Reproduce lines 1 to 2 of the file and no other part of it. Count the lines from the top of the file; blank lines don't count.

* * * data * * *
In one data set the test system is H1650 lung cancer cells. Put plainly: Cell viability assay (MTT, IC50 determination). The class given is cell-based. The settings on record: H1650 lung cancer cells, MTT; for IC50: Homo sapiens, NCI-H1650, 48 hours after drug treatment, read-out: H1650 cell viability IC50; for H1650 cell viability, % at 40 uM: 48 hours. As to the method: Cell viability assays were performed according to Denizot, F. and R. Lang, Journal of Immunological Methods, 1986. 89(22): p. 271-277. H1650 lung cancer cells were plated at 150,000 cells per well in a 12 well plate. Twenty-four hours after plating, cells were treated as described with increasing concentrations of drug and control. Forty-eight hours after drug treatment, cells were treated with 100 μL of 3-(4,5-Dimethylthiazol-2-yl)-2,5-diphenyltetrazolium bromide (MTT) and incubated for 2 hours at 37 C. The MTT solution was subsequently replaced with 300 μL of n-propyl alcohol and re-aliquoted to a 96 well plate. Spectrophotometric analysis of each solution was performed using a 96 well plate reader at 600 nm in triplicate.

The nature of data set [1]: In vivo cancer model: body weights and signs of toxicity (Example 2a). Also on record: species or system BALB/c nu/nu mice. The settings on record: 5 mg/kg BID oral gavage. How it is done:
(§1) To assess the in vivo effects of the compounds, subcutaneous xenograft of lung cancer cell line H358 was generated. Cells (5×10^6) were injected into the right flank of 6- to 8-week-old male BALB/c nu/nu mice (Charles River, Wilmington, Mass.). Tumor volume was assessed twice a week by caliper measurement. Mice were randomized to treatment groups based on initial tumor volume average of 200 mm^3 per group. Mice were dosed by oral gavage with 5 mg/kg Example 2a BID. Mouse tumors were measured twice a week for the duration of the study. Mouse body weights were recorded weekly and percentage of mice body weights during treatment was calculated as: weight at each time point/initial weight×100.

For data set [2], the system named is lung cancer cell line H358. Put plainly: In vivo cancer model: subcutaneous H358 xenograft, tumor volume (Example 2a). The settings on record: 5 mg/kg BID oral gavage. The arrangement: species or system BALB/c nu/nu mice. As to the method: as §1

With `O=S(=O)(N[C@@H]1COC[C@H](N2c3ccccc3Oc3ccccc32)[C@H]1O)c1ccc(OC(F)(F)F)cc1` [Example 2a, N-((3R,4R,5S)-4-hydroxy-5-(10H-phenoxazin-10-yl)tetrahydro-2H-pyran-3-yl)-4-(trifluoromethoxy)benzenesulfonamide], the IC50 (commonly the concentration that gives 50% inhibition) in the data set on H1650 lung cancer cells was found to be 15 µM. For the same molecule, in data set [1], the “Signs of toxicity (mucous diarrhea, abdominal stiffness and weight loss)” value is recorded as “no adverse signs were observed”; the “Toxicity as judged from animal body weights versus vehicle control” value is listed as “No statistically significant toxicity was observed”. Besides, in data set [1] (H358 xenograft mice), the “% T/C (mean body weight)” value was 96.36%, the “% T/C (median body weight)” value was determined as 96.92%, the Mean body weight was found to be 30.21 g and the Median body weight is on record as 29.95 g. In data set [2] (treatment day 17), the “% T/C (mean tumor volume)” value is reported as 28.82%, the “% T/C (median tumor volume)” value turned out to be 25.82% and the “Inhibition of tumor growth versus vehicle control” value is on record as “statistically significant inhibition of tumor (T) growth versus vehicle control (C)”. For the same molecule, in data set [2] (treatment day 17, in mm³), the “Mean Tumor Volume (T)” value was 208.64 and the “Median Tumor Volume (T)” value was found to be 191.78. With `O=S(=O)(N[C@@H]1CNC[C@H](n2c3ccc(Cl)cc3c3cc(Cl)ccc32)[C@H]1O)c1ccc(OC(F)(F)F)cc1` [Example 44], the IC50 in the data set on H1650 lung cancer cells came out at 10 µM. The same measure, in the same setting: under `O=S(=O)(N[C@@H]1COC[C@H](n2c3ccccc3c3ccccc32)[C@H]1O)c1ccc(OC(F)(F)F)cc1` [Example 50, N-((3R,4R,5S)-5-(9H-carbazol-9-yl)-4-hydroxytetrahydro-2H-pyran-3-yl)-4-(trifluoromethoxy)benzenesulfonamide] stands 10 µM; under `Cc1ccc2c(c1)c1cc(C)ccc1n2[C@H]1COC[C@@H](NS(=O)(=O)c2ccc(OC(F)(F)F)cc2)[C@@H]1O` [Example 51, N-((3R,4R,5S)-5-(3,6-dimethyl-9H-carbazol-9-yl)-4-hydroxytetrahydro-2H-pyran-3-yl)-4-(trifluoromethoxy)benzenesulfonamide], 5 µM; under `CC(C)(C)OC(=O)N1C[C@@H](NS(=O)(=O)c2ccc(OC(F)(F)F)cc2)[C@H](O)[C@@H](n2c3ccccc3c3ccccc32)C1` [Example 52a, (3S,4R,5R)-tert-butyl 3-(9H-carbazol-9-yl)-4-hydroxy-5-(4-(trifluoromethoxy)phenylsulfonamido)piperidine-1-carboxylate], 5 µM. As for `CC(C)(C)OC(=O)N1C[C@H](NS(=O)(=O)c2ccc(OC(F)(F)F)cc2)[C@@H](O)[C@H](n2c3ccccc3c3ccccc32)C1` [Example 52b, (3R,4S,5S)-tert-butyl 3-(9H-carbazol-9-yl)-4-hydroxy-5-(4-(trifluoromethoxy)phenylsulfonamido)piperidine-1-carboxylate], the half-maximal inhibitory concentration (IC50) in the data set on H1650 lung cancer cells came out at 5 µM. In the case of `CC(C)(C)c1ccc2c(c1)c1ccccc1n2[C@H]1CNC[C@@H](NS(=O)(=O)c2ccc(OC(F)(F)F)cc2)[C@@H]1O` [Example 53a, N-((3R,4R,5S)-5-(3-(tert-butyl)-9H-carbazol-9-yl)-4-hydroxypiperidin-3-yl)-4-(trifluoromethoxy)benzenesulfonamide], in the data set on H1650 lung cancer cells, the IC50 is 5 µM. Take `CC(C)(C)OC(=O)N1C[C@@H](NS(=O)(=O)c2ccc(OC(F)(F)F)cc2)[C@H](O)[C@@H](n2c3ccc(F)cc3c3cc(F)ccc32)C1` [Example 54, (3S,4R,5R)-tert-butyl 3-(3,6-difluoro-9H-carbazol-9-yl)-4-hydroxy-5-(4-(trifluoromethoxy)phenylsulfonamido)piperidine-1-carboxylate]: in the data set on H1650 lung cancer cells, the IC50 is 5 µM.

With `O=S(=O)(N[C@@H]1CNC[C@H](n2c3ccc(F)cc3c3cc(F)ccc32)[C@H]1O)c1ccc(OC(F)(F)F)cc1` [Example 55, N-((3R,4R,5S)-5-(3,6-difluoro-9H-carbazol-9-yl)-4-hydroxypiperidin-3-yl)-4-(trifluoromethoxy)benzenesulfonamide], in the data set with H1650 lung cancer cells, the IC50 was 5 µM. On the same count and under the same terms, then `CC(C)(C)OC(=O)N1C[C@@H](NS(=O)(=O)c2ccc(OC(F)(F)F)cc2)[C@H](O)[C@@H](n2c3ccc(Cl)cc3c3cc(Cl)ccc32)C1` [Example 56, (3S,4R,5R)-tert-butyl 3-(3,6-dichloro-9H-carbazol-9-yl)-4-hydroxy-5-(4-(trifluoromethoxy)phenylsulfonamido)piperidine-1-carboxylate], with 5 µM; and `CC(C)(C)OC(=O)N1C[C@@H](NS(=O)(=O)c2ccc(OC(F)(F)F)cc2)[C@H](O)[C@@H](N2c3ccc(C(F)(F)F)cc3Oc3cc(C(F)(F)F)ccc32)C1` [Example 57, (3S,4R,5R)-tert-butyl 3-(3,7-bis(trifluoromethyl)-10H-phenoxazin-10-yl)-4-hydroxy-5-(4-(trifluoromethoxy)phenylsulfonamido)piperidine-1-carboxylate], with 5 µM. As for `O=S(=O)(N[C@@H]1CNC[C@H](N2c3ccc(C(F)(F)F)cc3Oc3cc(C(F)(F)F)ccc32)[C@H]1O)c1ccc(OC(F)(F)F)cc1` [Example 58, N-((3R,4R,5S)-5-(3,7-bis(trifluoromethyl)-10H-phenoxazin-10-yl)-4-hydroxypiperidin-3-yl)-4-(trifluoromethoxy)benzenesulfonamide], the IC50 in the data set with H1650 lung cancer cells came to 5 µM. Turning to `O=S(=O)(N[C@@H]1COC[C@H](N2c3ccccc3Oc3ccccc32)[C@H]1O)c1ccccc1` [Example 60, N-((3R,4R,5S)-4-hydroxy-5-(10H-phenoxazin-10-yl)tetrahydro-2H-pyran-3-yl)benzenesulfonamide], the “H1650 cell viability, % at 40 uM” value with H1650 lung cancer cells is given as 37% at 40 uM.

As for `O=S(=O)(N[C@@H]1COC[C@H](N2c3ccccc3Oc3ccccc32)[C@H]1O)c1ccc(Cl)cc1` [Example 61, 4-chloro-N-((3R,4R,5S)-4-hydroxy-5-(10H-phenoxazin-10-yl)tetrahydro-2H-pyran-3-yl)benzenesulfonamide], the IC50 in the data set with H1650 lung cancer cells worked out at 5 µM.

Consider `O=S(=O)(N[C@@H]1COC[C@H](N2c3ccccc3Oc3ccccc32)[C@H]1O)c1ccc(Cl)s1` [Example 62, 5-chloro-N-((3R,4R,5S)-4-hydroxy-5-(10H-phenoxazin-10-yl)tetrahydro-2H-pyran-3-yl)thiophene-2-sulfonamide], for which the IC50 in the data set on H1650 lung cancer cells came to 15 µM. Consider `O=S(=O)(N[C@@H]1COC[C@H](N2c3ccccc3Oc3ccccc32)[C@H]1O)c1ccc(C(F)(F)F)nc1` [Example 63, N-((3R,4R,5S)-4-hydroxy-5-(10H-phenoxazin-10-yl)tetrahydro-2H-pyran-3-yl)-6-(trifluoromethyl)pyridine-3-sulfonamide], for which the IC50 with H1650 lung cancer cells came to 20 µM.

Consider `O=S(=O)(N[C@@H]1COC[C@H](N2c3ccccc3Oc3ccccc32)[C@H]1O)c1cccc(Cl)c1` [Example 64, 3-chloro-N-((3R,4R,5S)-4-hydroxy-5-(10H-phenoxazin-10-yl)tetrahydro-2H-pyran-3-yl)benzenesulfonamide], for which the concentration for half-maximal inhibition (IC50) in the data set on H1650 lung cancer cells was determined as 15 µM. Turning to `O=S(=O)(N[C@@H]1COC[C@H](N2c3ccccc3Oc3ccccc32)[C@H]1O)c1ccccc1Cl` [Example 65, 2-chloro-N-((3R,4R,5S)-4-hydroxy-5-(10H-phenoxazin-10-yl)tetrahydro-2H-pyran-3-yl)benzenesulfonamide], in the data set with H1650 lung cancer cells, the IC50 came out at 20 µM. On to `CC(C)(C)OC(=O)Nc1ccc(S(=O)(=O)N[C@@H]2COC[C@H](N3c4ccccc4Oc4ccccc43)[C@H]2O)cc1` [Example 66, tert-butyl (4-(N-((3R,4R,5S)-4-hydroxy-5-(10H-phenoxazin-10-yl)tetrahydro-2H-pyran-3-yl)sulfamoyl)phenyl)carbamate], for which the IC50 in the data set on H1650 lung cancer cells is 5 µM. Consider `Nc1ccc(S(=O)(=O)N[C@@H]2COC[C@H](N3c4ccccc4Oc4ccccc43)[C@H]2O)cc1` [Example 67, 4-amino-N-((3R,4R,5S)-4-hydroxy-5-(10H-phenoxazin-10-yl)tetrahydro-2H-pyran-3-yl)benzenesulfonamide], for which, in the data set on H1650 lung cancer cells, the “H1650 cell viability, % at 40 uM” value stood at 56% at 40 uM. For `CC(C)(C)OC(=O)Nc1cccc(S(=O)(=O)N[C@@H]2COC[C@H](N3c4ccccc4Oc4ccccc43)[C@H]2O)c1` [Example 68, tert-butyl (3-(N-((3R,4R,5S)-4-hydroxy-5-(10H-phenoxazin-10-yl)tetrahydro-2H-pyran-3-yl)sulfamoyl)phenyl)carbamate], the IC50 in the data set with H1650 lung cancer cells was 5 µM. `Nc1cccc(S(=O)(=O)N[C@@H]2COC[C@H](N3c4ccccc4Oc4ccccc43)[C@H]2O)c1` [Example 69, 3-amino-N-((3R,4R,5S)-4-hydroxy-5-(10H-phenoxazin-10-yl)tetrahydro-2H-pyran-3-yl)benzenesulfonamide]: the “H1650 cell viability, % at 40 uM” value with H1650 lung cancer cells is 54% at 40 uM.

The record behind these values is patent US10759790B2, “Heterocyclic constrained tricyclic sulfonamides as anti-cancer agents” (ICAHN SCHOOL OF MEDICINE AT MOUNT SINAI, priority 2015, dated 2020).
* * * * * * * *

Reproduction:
In one data set the test system is H1650 lung cancer cells. Put plainly: Cell viability assay (MTT, IC50 determination). The class given is cell-based. The settings on record: H1650 lung cancer cells, MTT; for IC50: Homo sapiens, NCI-H1650, 48 hours after drug treatment, read-out: H1650 cell viability IC50; for H1650 cell viability, % at 40 uM: 48 hours. As to the method: Cell viability assays were performed according to Denizot, F. and R. Lang, Journal of Immunological Methods, 1986. 89(22): p. 271-277. H1650 lung cancer cells were plated at 150,000 cells per well in a 12 well plate. Twenty-four hours after plating, cells were treated as described with increasing concentrations of drug and control. Forty-eight hours after drug treatment, cells were treated with 100 μL of 3-(4,5-Dimethylthiazol-2-yl)-2,5-diphenyltetrazolium bromide (MTT) and incubated for 2 hours at 37 C. The MTT solution was subsequently replaced with 300 μL of n-propyl alcohol and re-aliquoted to a 96 well plate. Spectrophotometric analysis of each solution was performed using a 96 well plate reader at 600 nm in triplicate.

The nature of data set [1]: In vivo cancer model: body weights and signs of toxicity (Example 2a). Also on record: species or system BALB/c nu/nu mice. The settings on record: 5 mg/kg BID oral gavage. How it is done: